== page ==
_Collier's Weekly_, May 31, 1919.--A national convention of American soldiers and sailors in which no grievances were aired, no political axes ground, no special privileges or preferments demanded; where oratorical "bunk" was hooted down; where social discrimination was taboo and military rank counted not at all; where the past glories of war were subordinated to the future glories of peace and where the national interest was placed above all partisanship--that is something new under the sun. It was in such a convention held in St. Louis during the second week in May, that the new spirit of the American army and navy expressed itself articulately for the first time since the armistice was signed. The birth of the American Legion was attended by circumstances having a significance comparable with those surrounding the signing of a certain document in Philadelphia one hundred and forty-three years ago, come July 4th.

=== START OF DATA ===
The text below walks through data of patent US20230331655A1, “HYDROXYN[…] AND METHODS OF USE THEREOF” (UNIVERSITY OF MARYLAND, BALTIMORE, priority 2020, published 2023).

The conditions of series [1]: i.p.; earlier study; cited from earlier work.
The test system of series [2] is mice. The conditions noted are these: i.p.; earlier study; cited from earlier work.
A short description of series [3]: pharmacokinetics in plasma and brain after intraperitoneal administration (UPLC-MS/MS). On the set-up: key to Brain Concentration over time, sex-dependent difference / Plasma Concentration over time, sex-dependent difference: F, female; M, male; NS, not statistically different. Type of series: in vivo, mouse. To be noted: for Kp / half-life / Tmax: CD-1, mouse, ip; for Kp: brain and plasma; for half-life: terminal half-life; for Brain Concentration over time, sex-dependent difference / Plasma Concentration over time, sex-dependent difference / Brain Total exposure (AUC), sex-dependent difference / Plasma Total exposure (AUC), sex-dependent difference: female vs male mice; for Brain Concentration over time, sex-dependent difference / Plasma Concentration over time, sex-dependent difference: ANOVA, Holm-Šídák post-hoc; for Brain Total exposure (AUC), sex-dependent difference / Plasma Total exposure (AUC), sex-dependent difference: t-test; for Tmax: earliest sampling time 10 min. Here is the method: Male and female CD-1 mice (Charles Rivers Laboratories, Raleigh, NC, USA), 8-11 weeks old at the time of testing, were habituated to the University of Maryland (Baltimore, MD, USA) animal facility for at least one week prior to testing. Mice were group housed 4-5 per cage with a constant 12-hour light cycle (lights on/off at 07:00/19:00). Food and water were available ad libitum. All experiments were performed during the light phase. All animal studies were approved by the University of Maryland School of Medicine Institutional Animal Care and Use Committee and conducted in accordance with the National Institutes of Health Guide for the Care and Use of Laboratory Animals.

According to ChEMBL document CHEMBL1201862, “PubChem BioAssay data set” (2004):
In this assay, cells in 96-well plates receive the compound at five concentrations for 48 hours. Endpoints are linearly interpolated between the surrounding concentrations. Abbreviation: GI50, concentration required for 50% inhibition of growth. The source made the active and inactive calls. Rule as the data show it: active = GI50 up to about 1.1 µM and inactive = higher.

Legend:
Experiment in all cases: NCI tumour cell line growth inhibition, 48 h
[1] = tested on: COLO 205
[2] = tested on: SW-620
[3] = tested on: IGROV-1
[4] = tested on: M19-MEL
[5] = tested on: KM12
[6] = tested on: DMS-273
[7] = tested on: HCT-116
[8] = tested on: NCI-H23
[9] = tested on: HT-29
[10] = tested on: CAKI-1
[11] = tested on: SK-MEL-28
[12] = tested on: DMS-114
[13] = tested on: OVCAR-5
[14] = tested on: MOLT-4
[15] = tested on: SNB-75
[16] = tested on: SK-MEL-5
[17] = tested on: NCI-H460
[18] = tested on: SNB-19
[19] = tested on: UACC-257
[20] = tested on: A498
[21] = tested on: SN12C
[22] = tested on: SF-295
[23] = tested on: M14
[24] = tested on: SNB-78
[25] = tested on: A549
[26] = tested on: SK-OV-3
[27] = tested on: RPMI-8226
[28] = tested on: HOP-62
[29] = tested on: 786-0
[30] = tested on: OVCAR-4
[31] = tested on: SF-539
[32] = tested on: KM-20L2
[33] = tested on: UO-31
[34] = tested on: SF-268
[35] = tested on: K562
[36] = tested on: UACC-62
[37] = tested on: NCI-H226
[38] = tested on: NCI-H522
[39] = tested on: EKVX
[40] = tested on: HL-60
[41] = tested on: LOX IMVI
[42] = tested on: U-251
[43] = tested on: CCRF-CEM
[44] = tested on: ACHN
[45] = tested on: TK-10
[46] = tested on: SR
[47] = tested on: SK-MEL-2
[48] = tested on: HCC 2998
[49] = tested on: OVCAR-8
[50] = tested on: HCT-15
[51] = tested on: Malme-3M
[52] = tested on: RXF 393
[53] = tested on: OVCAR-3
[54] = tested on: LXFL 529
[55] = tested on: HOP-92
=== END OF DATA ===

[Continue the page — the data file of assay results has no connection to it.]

A brigadier general arises to "place in nomination the name of a man who--" and is cried down by doughboys with calls of "Name him! Who is he?" A proposal to give extra pay to enlisted men is unanimously defeated because, as Lieutenant Colonel Roosevelt put it, "we are not here to sandbag something out of the Government, but to put something into it." The invitation to make Chicago the next meeting place of the Legion is refused because "American soldiers and sailors don't want to go to a city whose mayor would be ashamed to welcome such a convention."

A progressive Republican, son of a famous father, refuses the chairmanship to quiet suspicion of personal ambition, and the office goes to a Southern Democrat of whose party the gathering is in complete ignorance.

One of the convention stenographers said: "This is the funniest convention I have ever attended." We have an idea that there was an element of prophecy in her homely remark--a body representing more than four million American soldiers and sailors that makes so little political noise is likely to be about as funny to the conventionally minded politician as a bombardment of gas shells.